Many years ago, my Grandparents (now both passed on) were "downsizing" their long-time home in preparation for a move into an assisted living facility. As is often the case with such transitions, they passed along their downsized possessions to various family members.
My Grandmother gave me her Godey Victorian Ladies china set - something I'd loved since I was a little girl. (The teacups and saucers make me swoon. Maybe I'll tell you about that another day.) I also got some knick-knacks that will always remind me of the open display shelves in my Grandmother's kitchen.
I also picked through a box of oddments; things no one else was interested in having. I chose this:
A strange little house; pretty ratty; something I don't recall ever seeing at my Grandparents' house before. Just a piece of junk. But, still. I have a "thing" for houses and buildings . . . so I picked it up to add to my collection. It ended up at our cottage -- fitting in quite well with the "rustic décor" Up North.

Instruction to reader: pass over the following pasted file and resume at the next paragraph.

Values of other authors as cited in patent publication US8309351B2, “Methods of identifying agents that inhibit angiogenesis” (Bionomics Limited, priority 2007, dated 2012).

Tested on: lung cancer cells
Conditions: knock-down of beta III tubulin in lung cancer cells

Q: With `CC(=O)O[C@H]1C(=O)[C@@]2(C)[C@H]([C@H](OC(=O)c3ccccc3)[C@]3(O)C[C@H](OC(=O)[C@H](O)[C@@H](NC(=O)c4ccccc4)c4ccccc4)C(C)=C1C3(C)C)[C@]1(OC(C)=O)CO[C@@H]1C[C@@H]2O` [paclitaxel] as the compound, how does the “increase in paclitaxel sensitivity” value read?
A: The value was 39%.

Turns out . . . it's a hygrometer (an instrument that measures the moisture in the air).
It predicts the weather.
And . . .it works!*
This label is still on the back:
It was sold as "The Swiss Weather Prophet" and was manufactured by the Keydel Company in Detroit. A bit of Googling led to this ad . . . from the November 1921 issue of The Modern Woodman:
Back in 1921, my Weather Prophet sold for $1.25! (Now it fetches close to $30 on eBay.)
I'm betting, based on the dates, that the Weather Prophet I picked out of the junk box of my Grandparents' cast-offs probably actually belonged to one of my Great-Grandparents. Maybe they thought it was a charming novelty, too!
I'm really happy that I rescued it! With no TV or internet service up at our cottage, it's nice to have a little Weather Prophet of our own.
If the children come out of the doorway, we can look forward to a fair weather.
If both figures stay in their doorways, the weather will change.
But if the witch pops out of her door . . . watch out! It's going to rain!
And, really . . .
What more do you need?
* The thermometer seems to work, too. It's just incredibly difficult to read.